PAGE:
Medical assistance in dying: States debate right-to-die laws

A spring morning in Albany, New York, a group of people gathered at the Capitol to share harrowing stories of grief and suffering. They lit candles and read aloud the names of 22 people who lost their lives while waiting for their cause to be heard: the right to die “with dignity”.

Outside and in the same room, a small group of defenders emerged. They held signs and stood strong with their own message for lawmakers to hear: “Not dead yet.”

New York is one of several states where lawmakers have introduced bills to legalize physician-assisted dying, which allows doctors to prescribe life-threatening drugs to terminally ill, mentally capable patients with a six-month prognosis. or less to live – if they ask. It is currently legal in 10 states and Washington, D.C.

Proponents say these laws allow people to end their lives on their own terms, without the drug-resistant physical and emotional suffering that often accompanies terminal illnesses. Opponents argue it is a policy with little or no oversight that can lead to coercion of carers – and even the outright abuse of terminally ill people.

“Your Death, Your Choice”: The Case for Physician-Assisted Dying

Susan Rahn (photo courtesy of Compassion and Choices)

Susan Rahn of Rochester, New York, was diagnosed with stage 4 metastatic breast cancer in 2013. Doctors told her there was no cure and the median lifespan of her disease was d about 18 months, she said.

“At the time, my son was 14,” Rahn said in an interview with FOX television stations. “I was really terrified of not just leaving my son, but having him keep memories of my death. I didn’t want to do that.”

About a year later, Rahn learned about physician-assisted dying through Brittany Maynard, who was 29 when she was diagnosed with brain cancer and told her he would six months left to live.

After months of research, Maynard concluded there was no treatment to save her life – and due to the aggressiveness of the tumor, it would likely be a sudden death.

“Brittany said, ‘I’m not gonna die like this,'” Maynard’s husband, Dan Diaz, told FOX TV stations.

Maynard and Diaz packed up and moved from California in Oregon, one of four US states where medical assistance in dying was legal at the time. A few months later, Maynard shared her story on Youtube. More than 12 million views later, she has unknowingly become the face of the death with dignity movement.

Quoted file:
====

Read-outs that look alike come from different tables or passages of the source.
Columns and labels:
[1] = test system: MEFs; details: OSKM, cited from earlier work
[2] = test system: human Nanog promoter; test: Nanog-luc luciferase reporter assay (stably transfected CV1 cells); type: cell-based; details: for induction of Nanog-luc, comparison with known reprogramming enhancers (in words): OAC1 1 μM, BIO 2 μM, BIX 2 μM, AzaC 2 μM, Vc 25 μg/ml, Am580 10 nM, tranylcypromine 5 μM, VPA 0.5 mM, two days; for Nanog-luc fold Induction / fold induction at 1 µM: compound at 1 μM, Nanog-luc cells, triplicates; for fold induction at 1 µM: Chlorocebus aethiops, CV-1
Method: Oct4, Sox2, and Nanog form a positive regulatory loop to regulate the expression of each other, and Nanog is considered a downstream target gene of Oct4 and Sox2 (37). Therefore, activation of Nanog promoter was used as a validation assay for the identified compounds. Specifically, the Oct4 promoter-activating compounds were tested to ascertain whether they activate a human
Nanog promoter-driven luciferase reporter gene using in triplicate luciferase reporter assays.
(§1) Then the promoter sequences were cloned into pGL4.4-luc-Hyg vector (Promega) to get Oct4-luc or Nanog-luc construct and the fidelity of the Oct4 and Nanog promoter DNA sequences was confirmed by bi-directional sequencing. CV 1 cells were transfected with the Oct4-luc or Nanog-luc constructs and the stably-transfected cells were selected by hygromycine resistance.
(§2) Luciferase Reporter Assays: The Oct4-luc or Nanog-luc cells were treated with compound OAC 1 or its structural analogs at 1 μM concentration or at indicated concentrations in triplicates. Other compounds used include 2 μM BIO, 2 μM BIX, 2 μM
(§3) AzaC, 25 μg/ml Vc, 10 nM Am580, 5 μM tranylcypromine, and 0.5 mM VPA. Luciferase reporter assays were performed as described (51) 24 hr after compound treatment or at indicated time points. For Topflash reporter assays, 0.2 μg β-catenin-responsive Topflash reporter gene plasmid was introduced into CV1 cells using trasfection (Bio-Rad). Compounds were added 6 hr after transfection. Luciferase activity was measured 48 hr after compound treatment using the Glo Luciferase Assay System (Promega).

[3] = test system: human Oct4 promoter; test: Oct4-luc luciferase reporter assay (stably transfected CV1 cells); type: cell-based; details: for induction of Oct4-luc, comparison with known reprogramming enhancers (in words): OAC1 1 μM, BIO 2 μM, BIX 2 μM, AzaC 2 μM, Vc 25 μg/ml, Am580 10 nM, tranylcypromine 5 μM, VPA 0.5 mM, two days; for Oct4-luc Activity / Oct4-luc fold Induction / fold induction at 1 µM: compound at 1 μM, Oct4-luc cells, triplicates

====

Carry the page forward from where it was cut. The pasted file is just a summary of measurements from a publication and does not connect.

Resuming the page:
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Brittany Maynard and Dan Diaz (Photo courtesy of Dan Diaz and TheBrittanyFund.org)

“It wasn’t his intention,” Diaz said. “She wanted lawmakers to hear her message…so that no one ever has to do what we did and leave your house with less than six months to live.”

Maynard took her own life on November 1, 2014. She died in her husband’s arms.

Rahn has yet to face this reality. She defied doctors’ prognoses with specialist treatment, but “at some point my treatment is going to fail and it will continue to run through my body until I have no treatments left”.

“I was really, really lucky,” Rahn continued. “It’s really unusual…I kind of live my life in six-month increments.”

According to data compiled by Compassion and Choices, the leading advocacy group for physician-assisted dying, in the more than 20 years since it has been permitted across the United States, 5,171 people have taken a prescription to end their sufferings. In Oregonthe first state in the nation to legalize it, 3,280 people have received lethal prescriptions since 1997. Of those, 2,159 took them as of December 2021.

Proponents argue that a third of people who get the prescription never ingest the pills and that less than 1% of people who die in each state use the law each year. The majority of terminally ill people who have used medical assistance in dying – more than 86% according to Compassion and Choices – received palliative care services at the time of their death.

Diaz said in most cases, hospice and palliative care can keep dying patients at least somewhat comfortable. But “it’s not 100%”, he said, and “the case of Brittany was one of them”.

“We can only do it once,” Diaz said. “We live this crazy life, this roller coaster, and we die once. Do I want my death to be filled with aches and pains that even morphine can’t relieve?”

“More harm than good”: the case against doctor-assisted suicide

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Aaron Baier, Executive Director of the Hudson Valley Center for Independent Living (photo credit: Julie Farrar)

If someone is diagnosed with cancer, but refuses chemotherapy, should a doctor help them die? Should people with mental illness anorexia nervosa be able to end their life with a prescription?

It’s questions like these that fuel opposition to physician-assisted dying, or what some opponents call “assisted suicide.”

“They give broad immunities to doctors and others involved,” said Diane Coleman, a disability advocate who founded the organization Not Dead Yet in 1996 to oppose physician-assisted suicide. “The only real data is reported by the prescribing physician; there is no meaningful monitoring.”